Researchers at South Korea’s Ulsan National Institute of Science and Technology (UNIST) have developed a stretchable colorless solar cell with a claimed conversion efficiency of 8% which they say can maintain around 95% of its performance after dozens of bending tests.
The device, conceived for use in buildings, vehicle glass and portable electronic devices, is described in the paper Stretchable and colorless freestanding microwire arrays for transparent solar cells with flexibility, published in Nature.
The colorless cell was made by embedding cylindrical silicon rods in a flexible, transparent polymer. The freestanding silicon-microwire-array polymer composite film (SiMPF) was obtained through a combination of dry and wet etching. “A hexagonal array of microwires with a diameter of 2μm and a length of 30μm was fabricated by a photolithography process involving reactive ion etching,” the researchers said.
Large surface area
The UNIST group applied an aluminum oxide (Al2O3) layer onto the silicon microwire using atomic layer deposition (ALD) to passivate the silicon surface. “Compared to conventional silicon solar cells, the freestanding SiMPF-based transparent solar cells in this study have a very high surface area; thus, proper surface passivation is essential,” the researchers stated.
The group then used spin-coating to embed the silicon microwire (SiMW) array in polydimethylsiloxane (PDMS), the most widely used silicon-based organic polymer. “We found that the Al2O3-coated SiMW array was so hydrophobic that PDMS could not deeply penetrate the SiMW and the adhesion between SiMW and PDMS was not very strong,” reported the researchers. “Thus, PDMS was easily peeled off the SiMW array in the second spin-coating step.”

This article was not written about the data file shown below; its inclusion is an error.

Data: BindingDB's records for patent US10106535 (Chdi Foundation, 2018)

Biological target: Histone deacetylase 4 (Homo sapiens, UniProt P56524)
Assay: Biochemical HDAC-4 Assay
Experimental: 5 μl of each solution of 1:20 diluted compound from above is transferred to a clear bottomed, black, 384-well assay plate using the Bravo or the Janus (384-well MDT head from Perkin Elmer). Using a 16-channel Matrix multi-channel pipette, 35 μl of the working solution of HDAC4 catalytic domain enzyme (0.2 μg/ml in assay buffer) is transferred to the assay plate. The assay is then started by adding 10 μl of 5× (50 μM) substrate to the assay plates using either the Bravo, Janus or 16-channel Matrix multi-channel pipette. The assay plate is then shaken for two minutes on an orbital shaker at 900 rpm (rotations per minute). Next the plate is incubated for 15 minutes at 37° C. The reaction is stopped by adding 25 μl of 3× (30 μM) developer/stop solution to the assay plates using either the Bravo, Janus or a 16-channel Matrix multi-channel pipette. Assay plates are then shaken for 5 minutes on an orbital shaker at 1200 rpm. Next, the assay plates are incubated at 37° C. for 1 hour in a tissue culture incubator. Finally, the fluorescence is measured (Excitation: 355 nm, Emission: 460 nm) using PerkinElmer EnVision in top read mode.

The microwire arrays used for the cells are said to be advantageous for the formation of effective junctions, allowing for easy carrier collection. The researchers said their neutral-color transparent solar cell based on slanted-tip SiMPFs demonstrated a conversion efficiency of 8.07% at 10% average transmittance. The device’s enhanced light absorption performance, they said, was due to the re-absorption of light by adjacent silicon microwires and an enhanced electric field in the microwires themselves.
“The transparent solar cell in this study is an ideal that can be utilized in real-world applications such as building-integrated photovoltaics, automobile attachable devices or … internet of things [applications] in the future,” said the UNIST team.
A stretchable solar cell was unveiled by researchers at Saudi Arabia’s King Abdullah University of Science and Technology in January. The Saudi group claimed to have stretched a crystalline silicon cell’s surface by around 95% while maintaining conversion efficiency of approximately 19%.
In December, other UNIST researchers said they had transformed an opaque crystalline silicon solar cell into a transparent one by punching 100μm-diameter holes into it. A neutral-colored, transparent c-Si substrate was reportedly used to develop the cell, which was said to have an efficiency of up to 12.2%.
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